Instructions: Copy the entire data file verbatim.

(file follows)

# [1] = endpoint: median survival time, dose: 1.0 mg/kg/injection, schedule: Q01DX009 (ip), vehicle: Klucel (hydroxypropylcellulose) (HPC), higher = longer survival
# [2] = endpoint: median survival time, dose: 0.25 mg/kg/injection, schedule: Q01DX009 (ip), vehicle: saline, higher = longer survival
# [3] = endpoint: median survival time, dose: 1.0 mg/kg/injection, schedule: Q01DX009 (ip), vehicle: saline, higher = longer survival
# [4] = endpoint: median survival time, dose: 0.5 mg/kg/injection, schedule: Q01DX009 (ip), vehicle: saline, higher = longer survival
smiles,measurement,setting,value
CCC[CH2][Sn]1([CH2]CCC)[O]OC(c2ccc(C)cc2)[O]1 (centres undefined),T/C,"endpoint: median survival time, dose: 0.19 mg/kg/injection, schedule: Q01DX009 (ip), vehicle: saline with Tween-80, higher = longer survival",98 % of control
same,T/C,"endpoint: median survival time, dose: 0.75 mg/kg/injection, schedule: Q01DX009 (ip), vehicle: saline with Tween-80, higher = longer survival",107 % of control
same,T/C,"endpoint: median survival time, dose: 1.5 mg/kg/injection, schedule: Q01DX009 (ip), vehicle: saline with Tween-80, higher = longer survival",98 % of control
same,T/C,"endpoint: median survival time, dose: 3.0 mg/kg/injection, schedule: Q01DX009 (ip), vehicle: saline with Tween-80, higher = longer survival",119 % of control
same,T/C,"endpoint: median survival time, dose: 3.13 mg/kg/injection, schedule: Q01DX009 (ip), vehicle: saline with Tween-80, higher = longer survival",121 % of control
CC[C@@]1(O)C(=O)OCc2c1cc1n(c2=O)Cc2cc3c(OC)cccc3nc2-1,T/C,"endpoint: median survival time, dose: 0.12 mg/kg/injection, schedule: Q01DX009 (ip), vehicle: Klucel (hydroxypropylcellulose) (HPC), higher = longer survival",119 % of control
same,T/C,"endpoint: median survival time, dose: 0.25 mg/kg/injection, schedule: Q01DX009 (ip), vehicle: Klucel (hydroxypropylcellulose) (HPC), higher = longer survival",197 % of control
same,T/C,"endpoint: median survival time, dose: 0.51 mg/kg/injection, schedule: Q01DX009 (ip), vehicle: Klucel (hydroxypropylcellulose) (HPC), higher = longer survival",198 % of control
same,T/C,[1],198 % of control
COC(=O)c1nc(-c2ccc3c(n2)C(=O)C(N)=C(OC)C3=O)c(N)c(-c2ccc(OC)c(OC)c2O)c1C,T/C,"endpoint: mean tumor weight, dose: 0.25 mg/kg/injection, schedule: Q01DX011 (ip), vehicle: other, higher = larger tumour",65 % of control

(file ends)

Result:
# [1] = endpoint: median survival time, dose: 1.0 mg/kg/injection, schedule: Q01DX009 (ip), vehicle: Klucel (hydroxypropylcellulose) (HPC), higher = longer survival
# [2] = endpoint: median survival time, dose: 0.25 mg/kg/injection, schedule: Q01DX009 (ip), vehicle: saline, higher = longer survival
# [3] = endpoint: median survival time, dose: 1.0 mg/kg/injection, schedule: Q01DX009 (ip), vehicle: saline, higher = longer survival
# [4] = endpoint: median survival time, dose: 0.5 mg/kg/injection, schedule: Q01DX009 (ip), vehicle: saline, higher = longer survival
smiles,measurement,setting,value
CCC[CH2][Sn]1([CH2]CCC)[O]OC(c2ccc(C)cc2)[O]1 (centres undefined),T/C,"endpoint: median survival time, dose: 0.19 mg/kg/injection, schedule: Q01DX009 (ip), vehicle: saline with Tween-80, higher = longer survival",98 % of control
same,T/C,"endpoint: median survival time, dose: 0.75 mg/kg/injection, schedule: Q01DX009 (ip), vehicle: saline with Tween-80, higher = longer survival",107 % of control
same,T/C,"endpoint: median survival time, dose: 1.5 mg/kg/injection, schedule: Q01DX009 (ip), vehicle: saline with Tween-80, higher = longer survival",98 % of control
same,T/C,"endpoint: median survival time, dose: 3.0 mg/kg/injection, schedule: Q01DX009 (ip), vehicle: saline with Tween-80, higher = longer survival",119 % of control
same,T/C,"endpoint: median survival time, dose: 3.13 mg/kg/injection, schedule: Q01DX009 (ip), vehicle: saline with Tween-80, higher = longer survival",121 % of control
CC[C@@]1(O)C(=O)OCc2c1cc1n(c2=O)Cc2cc3c(OC)cccc3nc2-1,T/C,"endpoint: median survival time, dose: 0.12 mg/kg/injection, schedule: Q01DX009 (ip), vehicle: Klucel (hydroxypropylcellulose) (HPC), higher = longer survival",119 % of control
same,T/C,"endpoint: median survival time, dose: 0.25 mg/kg/injection, schedule: Q01DX009 (ip), vehicle: Klucel (hydroxypropylcellulose) (HPC), higher = longer survival",197 % of control
same,T/C,"endpoint: median survival time, dose: 0.51 mg/kg/injection, schedule: Q01DX009 (ip), vehicle: Klucel (hydroxypropylcellulose) (HPC), higher = longer survival",198 % of control
same,T/C,[1],198 % of control
COC(=O)c1nc(-c2ccc3c(n2)C(=O)C(N)=C(OC)C3=O)c(N)c(-c2ccc(OC)c(OC)c2O)c1C,T/C,"endpoint: mean tumor weight, dose: 0.25 mg/kg/injection, schedule: Q01DX011 (ip), vehicle: other, higher = larger tumour",65 % of control